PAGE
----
Climate

How Coalition’s “brain trust” claimed zero emissions would lead to “humanitarian disaster”

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Members of the federal government backbench have gleefully leapt on a new report from their favourite conservative think thank that sensationally claims that entire regional townships will be “devastated” by stronger emissions reduction targets.

The report from the Institute of Public Affairs, amplified by the likes of Nationals Senator Matt Canavan and others, and the Murdoch media, is clearly designed to undermine prime minister Scott Morrison, who is reportedly preparing to commit Australia to a zero emissions target.

If you are to believe the IPA – which has previously argued Australia should withdraw from international climate targets, and dump all climate and renewable energy schemes – more than 650,000 jobs could be “at risk” with the introduction of a target to reach net zero emissions.

The estimate, of course, is a nonsense, and is the result of a lazy piece of work from the group that promotes itself as the brain trust of the Liberal Party.

How did the IPA come up with that figure? The IPA calculated an estimate of the emissions intensity of different industries based on the level of emissions produced by that industry per the number of people employed.

Any job in an industry that had an above-average emissions intensity was deemed to be “at risk”. Using this analysis, the IPA has sought to scare regional townships by claiming that a “net zero emissions target would destroy communities.”

Source: Institute of Public Affairs.

And so the IPA concludes that literally every job in the agricultural, electricity, forestry, and mining industries would be “at risk”.

That’s it. That’s the whole basis on which the IPA claims that entire regional townships face a “humanitarian and social disaster”.

No explanation for why these jobs should be considered at risk, nor of the new opportunities that will be created in regional areas during a transition to a low emissions economy.

No assessment of how the different industries may adapt over the coming decades in a carbon constrained economy. No consideration that not all jobs in those sectors are the same (some farmers, for instance, grow crops).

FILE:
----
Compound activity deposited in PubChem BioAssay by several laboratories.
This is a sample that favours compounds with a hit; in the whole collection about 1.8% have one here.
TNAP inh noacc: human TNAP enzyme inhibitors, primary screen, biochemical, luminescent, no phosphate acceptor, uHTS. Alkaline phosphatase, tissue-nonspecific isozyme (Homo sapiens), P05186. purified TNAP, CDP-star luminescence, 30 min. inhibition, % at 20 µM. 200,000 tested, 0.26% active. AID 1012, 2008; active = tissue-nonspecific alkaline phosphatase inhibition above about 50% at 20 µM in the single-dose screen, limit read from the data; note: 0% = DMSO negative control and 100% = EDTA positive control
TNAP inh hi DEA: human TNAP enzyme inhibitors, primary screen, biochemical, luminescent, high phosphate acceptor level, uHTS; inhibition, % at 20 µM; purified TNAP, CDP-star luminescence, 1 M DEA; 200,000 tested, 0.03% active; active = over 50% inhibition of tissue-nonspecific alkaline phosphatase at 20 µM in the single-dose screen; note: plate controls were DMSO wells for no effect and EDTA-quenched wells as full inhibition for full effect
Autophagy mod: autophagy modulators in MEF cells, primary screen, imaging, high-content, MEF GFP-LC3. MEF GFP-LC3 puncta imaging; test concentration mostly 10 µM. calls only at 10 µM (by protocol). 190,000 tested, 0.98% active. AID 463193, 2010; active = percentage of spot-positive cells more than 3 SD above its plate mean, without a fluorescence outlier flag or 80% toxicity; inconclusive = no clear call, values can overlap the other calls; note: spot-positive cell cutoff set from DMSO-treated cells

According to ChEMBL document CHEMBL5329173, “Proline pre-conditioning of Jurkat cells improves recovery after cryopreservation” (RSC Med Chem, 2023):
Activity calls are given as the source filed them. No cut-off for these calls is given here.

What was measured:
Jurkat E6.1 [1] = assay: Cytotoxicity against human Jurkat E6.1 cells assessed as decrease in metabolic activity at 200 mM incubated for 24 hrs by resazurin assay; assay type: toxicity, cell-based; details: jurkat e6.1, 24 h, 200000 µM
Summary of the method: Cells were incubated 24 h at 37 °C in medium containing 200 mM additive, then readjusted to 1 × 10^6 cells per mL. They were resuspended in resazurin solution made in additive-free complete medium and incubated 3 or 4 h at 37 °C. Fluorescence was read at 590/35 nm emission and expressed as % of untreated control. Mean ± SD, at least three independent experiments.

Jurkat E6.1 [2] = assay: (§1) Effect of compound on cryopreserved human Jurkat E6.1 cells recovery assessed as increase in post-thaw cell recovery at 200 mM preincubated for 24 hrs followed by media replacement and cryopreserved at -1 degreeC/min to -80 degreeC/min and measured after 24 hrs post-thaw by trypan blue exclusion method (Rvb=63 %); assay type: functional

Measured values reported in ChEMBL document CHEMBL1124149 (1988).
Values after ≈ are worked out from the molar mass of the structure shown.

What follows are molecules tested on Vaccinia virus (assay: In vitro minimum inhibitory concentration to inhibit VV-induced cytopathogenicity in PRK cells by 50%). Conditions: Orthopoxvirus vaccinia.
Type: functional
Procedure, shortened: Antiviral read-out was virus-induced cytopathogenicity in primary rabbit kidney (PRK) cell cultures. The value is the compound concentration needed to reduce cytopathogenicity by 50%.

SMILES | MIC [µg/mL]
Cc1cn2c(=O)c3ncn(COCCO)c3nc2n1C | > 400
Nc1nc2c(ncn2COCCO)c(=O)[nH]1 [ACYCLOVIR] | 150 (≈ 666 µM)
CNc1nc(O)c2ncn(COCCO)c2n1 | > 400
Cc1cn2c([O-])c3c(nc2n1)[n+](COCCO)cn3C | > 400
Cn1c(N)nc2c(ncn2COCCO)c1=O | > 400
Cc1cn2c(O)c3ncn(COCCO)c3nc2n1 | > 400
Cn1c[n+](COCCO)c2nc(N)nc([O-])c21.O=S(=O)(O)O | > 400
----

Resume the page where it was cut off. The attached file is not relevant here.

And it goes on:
No consideration of the warnings that many Australian industries, including the agricultural sector, face the real risk of devastation from the impacts of global warming, including through more intense droughts and floods.

The report even claims that 64,100 jobs in the electricity industry are at risk – which, according to the same Australian Bureau of Statistics data cited by the IPA, includes at least 23,400 people who work to maintain electricity networks and presumably includes much of the 26,850 people employed in the renewable energy sector.

At best, this is lazy research from the Liberal party aligned think tank, which has been a source of Liberal party policy and whose alumni fill-out the ranks of the Liberal-National caucus.

At worst, it is blatant scare mongering on an issue that requires genuine and thoughtful engagement.

And yet, the work gets a sympathetic treatment in Murdoch owned papers, with The Australian sensationally claiming it shows that ‘Regional towns face ‘complete destruction’‘ under a zero carbon target.

It has also been enthusiastically leapt upon by members of the Liberal National coalition, who have cited the report as justification for opposing Morrison’s apparent plans to adopt a net zero target.

The IPA report follows another low quality analysis of the cost of abatement of a switch to electric vehicles, produced by federal energy minister Angus Taylor.

Released two years after its initial announcement, a discussion paper for the National Electric Vehicle Strategy, renamed the ‘future fuels’ strategy was released, with grossly inflated costs of the emissions reductions achieved by electric vehicles.

The analysis has been slammed as misleading, and “flaccid”, and has been used by Taylor to attack electric vehicles.

It also included its own questionable use of numbers, with Taylor hand-picking data, using misleading comparisons between models of vehicles, and completing ignoring the fact that electric vehicles can be charged using renewable electricity.

The pressure on Australia to adopt stronger climate change policies, including more ambitious reduction targets, has been backed by a strong body of scientific and economic research. Scientific understanding of the impacts of climate change has strengthened over time, and the indication is that we are already locking in some of the predicted consequences.

But as recent evidence shows, the opposition to climate action lacks the same intellectual rigour. But as RenewEconomy has reported, it’s intention has always been about delaying action.

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